While India is becoming safer and safer, traveling to the Kashmir region to the northwest or anywhere along the India-Pakistan border is not recommended. The region is disputed between India and Pakistan. There are regular outbreaks of violence. Due to the dispute, there are no relations between India and Pakistan. The border between the two is militarized. The two states are enemies and regularly threaten each other. Indian-administered Kashmir is also the site of ongoing clashes between locals and the Indian government over the status of the region.

India has no official religion, but more than 80% of the population practices Hinduism. There are also Muslim, Sikhist, Buddhist and agnostic minorities. Many British or British people practice Christianity. India is a secular country, although Hinduism has taken on a more political dimension in recent years. However, as in countries like Sweden and the Netherlands, religion does not play a role in legislation.

However, religion does affect social attitudes. Sections of Indian society are still deeply conservative. However, the settings are changing. In 2018 India decriminalized homosexuality. Four years earlier it had anchored trans rights in the constitution. India is changing rapidly in more than technical ways.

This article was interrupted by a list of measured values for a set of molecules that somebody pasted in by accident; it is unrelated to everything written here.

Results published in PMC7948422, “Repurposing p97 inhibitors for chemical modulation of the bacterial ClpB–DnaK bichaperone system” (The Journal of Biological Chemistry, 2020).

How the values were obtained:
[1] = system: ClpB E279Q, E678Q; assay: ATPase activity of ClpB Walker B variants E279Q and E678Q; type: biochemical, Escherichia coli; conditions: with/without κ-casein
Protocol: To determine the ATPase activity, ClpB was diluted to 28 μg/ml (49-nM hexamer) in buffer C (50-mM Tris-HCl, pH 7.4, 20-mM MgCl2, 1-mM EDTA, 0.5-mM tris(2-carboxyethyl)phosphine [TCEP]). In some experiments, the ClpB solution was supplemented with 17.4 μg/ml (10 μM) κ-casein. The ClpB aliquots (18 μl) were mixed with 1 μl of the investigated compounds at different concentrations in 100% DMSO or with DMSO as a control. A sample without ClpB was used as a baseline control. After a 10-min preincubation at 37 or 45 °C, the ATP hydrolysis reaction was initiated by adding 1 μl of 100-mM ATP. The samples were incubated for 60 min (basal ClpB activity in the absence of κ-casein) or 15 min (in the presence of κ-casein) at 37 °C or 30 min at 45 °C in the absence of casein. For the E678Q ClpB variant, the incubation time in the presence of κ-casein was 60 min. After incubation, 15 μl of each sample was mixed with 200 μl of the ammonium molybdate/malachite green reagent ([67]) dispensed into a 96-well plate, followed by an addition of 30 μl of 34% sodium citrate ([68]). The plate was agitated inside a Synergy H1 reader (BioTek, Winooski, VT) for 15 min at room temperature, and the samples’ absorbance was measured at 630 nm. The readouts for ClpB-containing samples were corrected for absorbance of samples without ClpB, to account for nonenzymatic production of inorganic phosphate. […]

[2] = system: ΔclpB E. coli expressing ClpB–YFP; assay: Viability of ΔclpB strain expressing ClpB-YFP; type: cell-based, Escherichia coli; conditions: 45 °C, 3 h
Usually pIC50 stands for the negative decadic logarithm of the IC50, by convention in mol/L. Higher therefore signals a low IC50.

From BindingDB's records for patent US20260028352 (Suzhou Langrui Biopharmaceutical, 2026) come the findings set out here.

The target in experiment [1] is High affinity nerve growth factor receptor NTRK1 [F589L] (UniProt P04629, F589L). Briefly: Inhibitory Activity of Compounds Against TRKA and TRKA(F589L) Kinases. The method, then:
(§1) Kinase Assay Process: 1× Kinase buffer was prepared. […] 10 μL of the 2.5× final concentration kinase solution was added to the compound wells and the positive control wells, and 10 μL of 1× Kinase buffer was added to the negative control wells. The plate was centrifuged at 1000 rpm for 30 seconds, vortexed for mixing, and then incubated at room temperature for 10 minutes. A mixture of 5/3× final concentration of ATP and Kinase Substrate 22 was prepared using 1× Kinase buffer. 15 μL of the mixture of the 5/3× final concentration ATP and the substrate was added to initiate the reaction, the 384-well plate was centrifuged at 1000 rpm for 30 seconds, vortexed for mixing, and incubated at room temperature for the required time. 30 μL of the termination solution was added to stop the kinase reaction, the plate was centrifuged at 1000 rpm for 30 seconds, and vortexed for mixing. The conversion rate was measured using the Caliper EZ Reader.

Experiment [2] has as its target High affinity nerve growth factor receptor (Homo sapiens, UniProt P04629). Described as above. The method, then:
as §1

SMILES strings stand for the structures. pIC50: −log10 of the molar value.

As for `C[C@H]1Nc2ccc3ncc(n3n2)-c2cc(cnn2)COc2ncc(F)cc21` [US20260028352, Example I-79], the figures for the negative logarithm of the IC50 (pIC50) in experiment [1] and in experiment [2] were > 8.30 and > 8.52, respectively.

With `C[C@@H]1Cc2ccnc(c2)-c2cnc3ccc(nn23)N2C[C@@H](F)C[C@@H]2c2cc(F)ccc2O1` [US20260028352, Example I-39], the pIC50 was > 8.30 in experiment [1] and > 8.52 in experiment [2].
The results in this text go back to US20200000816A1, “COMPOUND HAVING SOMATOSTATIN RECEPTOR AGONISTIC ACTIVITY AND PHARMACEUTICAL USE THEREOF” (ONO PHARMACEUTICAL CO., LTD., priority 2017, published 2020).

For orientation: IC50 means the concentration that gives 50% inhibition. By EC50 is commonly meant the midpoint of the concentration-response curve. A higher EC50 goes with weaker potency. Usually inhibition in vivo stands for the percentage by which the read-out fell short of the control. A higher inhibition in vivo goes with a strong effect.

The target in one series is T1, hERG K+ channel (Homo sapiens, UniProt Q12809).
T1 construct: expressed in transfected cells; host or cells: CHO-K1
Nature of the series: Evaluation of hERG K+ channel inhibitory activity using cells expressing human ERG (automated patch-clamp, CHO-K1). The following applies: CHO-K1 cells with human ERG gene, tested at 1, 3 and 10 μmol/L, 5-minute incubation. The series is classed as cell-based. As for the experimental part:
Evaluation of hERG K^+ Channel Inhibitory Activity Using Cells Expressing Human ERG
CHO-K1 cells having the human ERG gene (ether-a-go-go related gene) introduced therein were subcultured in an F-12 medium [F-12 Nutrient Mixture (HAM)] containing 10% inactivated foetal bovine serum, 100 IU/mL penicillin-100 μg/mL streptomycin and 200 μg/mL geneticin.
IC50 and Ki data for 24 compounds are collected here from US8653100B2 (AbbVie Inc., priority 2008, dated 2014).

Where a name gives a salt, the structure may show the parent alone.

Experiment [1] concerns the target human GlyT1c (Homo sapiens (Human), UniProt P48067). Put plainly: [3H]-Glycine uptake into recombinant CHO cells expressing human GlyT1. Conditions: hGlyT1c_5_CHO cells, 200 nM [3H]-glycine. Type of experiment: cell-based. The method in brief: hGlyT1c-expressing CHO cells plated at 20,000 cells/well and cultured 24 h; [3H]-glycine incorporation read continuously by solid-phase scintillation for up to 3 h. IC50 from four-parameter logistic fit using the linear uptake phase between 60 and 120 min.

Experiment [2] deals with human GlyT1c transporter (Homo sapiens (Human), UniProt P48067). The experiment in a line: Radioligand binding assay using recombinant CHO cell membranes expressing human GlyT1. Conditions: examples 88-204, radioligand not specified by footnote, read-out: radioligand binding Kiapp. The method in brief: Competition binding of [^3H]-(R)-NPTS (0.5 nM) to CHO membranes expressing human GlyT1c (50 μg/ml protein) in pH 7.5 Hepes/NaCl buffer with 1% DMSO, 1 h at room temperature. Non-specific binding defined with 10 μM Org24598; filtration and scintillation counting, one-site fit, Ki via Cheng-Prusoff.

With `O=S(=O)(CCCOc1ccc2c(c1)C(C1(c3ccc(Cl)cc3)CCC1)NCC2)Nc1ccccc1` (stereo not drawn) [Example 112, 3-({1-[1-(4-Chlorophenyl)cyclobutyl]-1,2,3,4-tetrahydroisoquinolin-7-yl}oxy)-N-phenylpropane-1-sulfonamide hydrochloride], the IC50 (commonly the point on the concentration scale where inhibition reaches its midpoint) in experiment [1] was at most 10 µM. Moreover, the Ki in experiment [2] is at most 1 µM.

Study in India

India is a country with world famous cuisine, great architecture and a welcoming atmosphere. In this section you will learn more about this vast country.

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Education in India

Would you like to know how the higher education system works in India? India is a great destination for a wide variety of students because of its good programs, lower fees, and world-renowned culture and history. Take a minute to learn more about the structure of the education system in India!

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Student visas

Do you need a visa to enter India to study? Find out more about the student visa and what you need to enter the country depending on your citizenship.

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Housing and living expenses

Regardless of where you are studying abroad, it is important to budget in advance so that you are prepared. This is why we have detailed the average cost of living and housing so that you can get a better idea of ​​what you would pay as a student in India.

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Tuition Fees & Scholarships

Tuition fees for degree programs in India are pretty similar. Both international and domestic students are expected to pay tuition fees in India. In this section we have put together information about how it works and about scholarships.

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Application process

In this section, you will learn more about how to apply to Indian schools and what documents you will need to do so.

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Programs

Ready to Check Out Education in India? Use our search engine to find and compare top programs in India today!